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Dr. Philip Barter,
Dr. Ulrich Laufs
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Presenter | see Discussant report
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Background: Risk prediction with fasting serum triglycerides (TG) in high cardiovascular risk patients with normal and impaired glucose tolerance remains uncertain. The role of postprandial serum triglycerides as a risk modifier in secondary prevention is unknown. Methods: An oral triglyceride and glucose tolerance test was developed to obtain standardized measurements of postprandial TG kinetics in 514 consecutive patients with angiographically confirmed coronary artery disease. Follow-up was 18 months and the primary outcome was the composite of cardiovascular death and cardiovascular hospitalization. Results: Postprandial TG kinetics depended on glucose tolerance: Patients with normal glucose tolerance had lower fasting TG (N=126, 108±42mg/dl) and a lower absolute postprandial TG increase compared to patients with pathologic glucose metabolism (N=388, fasting TG 172±157mg/dl) whereas the mean relative TG increase was similar. In the total cohort and in patients with impaired glucose tolerance, postprandial TG did not correlate with the number of primary endpoint events. Fasting TG were predictive in univariate- but not in multivariable analysis. In patients with normal glucose metabolism, fasting TG as well as postprandial TG kinetics (area under the curve and the relative postprandial increase) predicted the occurrence of the primary outcome. They remained independent predictors after adjustment for baseline characteristics, metabolic parameters and cardiovascular risk factors (fasting TG >150mg/dl vs. <106mg/dl: HR 3.10 (CI 1.06-9.06), p=0.04; relative postprandial TG increase >210% vs. <171%: HR 4.45 (CI 1.33-14.91), p=0.02). Conclusions: Fasting and postprandial triglyceride values independently predict cardiovascular events in patients with coronary artery disease and normal glucose tolerance. Funded by the Deutsche Stiftung für Herzforschung and the Universität des Saarlandes (HOMFOR), ClinicalTrials.gov number: NCT00628524. Discussant | see Presenter abstract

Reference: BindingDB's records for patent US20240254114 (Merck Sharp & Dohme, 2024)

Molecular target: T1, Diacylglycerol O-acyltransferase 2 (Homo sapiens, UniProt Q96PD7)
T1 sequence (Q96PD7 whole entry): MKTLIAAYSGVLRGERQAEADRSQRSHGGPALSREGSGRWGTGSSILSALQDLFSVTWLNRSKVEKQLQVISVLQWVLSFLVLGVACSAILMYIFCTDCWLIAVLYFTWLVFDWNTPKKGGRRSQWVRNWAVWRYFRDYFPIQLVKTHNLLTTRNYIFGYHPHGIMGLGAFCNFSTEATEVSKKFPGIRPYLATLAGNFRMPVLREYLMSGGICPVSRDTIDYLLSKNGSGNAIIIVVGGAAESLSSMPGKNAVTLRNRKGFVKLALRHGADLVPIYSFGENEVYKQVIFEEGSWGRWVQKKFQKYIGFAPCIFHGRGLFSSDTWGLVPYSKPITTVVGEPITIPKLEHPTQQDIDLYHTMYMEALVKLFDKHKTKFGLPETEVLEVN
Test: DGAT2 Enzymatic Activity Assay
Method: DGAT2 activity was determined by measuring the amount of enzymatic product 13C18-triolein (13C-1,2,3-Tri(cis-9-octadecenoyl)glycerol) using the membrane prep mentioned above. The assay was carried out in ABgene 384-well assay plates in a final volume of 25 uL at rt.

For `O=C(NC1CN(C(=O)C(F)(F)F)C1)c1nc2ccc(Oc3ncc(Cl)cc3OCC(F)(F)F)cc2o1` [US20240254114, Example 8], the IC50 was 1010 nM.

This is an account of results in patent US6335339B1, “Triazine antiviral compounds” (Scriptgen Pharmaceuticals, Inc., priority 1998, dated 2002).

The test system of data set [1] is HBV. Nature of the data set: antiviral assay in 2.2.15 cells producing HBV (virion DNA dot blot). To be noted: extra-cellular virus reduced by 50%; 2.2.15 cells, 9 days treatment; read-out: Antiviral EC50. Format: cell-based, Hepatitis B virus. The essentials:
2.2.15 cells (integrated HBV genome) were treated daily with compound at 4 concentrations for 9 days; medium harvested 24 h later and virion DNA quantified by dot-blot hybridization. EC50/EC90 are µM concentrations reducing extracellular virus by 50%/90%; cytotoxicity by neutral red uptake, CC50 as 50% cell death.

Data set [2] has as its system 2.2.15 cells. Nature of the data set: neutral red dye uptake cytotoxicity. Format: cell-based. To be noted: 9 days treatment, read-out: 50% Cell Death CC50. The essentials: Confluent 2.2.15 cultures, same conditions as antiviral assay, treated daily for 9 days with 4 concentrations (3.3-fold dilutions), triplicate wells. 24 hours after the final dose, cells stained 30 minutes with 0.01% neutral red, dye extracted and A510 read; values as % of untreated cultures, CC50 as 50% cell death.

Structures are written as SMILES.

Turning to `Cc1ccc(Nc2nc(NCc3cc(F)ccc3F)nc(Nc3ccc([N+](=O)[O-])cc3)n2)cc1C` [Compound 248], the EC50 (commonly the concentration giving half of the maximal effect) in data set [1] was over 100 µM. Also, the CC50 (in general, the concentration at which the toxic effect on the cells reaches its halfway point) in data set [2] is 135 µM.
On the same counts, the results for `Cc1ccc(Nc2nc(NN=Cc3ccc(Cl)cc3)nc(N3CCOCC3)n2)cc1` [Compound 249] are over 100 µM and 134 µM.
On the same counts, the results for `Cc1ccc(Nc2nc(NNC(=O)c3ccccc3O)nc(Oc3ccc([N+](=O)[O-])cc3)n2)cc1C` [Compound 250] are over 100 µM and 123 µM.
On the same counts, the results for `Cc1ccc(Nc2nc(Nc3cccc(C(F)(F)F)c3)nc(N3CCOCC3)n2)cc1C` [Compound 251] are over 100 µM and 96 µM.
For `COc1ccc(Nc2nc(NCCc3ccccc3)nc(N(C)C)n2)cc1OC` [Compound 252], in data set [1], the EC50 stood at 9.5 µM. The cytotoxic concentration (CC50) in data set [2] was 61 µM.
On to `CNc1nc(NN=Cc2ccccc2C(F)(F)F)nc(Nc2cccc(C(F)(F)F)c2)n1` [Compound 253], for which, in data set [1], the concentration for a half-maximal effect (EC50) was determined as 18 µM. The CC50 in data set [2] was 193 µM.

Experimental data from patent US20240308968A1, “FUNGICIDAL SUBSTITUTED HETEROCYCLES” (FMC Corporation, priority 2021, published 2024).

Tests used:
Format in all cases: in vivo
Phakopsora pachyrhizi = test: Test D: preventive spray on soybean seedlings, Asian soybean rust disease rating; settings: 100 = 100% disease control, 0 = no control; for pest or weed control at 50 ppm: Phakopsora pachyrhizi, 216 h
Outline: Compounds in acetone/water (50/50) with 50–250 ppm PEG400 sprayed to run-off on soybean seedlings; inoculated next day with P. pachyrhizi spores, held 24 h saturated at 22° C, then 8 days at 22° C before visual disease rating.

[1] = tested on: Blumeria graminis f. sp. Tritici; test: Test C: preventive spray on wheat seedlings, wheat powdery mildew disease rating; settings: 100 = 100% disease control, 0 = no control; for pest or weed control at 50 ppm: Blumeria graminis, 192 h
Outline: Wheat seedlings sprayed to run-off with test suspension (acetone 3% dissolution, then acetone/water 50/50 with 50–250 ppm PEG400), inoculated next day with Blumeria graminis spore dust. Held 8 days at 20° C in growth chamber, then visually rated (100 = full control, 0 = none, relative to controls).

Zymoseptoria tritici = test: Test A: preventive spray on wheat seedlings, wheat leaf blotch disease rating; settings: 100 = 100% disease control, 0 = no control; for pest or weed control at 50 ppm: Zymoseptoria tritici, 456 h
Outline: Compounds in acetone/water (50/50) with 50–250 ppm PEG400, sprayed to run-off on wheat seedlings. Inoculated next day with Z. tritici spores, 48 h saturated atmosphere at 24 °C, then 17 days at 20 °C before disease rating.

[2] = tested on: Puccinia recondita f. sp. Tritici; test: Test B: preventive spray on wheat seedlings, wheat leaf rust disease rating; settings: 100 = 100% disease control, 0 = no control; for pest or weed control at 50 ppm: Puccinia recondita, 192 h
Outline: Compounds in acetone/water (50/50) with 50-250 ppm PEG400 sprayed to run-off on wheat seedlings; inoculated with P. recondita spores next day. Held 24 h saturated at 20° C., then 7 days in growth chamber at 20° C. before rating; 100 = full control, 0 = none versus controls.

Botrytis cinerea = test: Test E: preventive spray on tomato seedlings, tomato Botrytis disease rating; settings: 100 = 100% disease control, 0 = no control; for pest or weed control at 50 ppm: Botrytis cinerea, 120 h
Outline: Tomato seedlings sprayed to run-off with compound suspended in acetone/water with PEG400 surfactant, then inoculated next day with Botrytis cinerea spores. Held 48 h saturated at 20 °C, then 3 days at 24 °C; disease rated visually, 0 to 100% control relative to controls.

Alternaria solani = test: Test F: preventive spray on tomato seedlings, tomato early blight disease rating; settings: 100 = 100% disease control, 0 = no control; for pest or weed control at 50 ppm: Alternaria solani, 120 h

This study addressed the controversial issue of the ability of plasma triglyceride levels to predict cardiovascular risk. Previous analyses of very large databases have drawn two conclusions: (i) The fasting triglyceride level is NOT predictive of future cardiovascular events after adjustment for other factors (1). (ii) In contrast, the non-fasting triglyceride level is a significant predictor of future cardiovascular events, independent of other risk factors (2). The study presented by Laufs and collaborators asked the question: is the relationship between plasma triglyceride and cardiovascular risk influenced by the glucose metabolic status of the patient? The study included 514 patients with clinically stable coronary artery disease, of whom 24.5% had normal glucose tolerance, 29.2% had impaired glucose tolerance and 46.3% had type 2 diabetes. Participants were given fat and glucose tolerance tests on entry to the study and were followed for 18 months. The primary outcome was a composite of cardiovascular death and cardiovascular hospitalization. Main findings In the total cohort, neither the fasting nor the postprandial triglyceride level predicted cardiovascular outcomes after adjustment for other factors. This was also the case in the three quarters of the cohort who had impaired glucose tolerance or diabetes. In marked contrast, however, in the one quarter of participants who had normal glucose tolerance, both the fasting and postprandial triglyceride levels were predictive of the risk of having a cardiovascular event over the subsequent 18 months, independent of other risk factors. Limitations of the study The relatively small sample size, relatively short follow-up and consequent small number of cardiovascular events, combined with the fact that the cardiovascular endpoint was rather “soft”, limits the conclusions that can be drawn. In addition, there is no indication of the mechanism responsible for what, if real, is a very interesting finding Strength of the study This is the first study designed to assess whether glucose metabolic status impacts on the ability of triglyceride levels to predict cardiovascular risk. The results are provocative and, if real, have potentially important clinical implications. References 1. The Emerging Risk Factors Collaboration. JAMA 2009;302:1993–2000 2. Bansal S et al., Women’s Health Study, JAMA 2007;298:309-316
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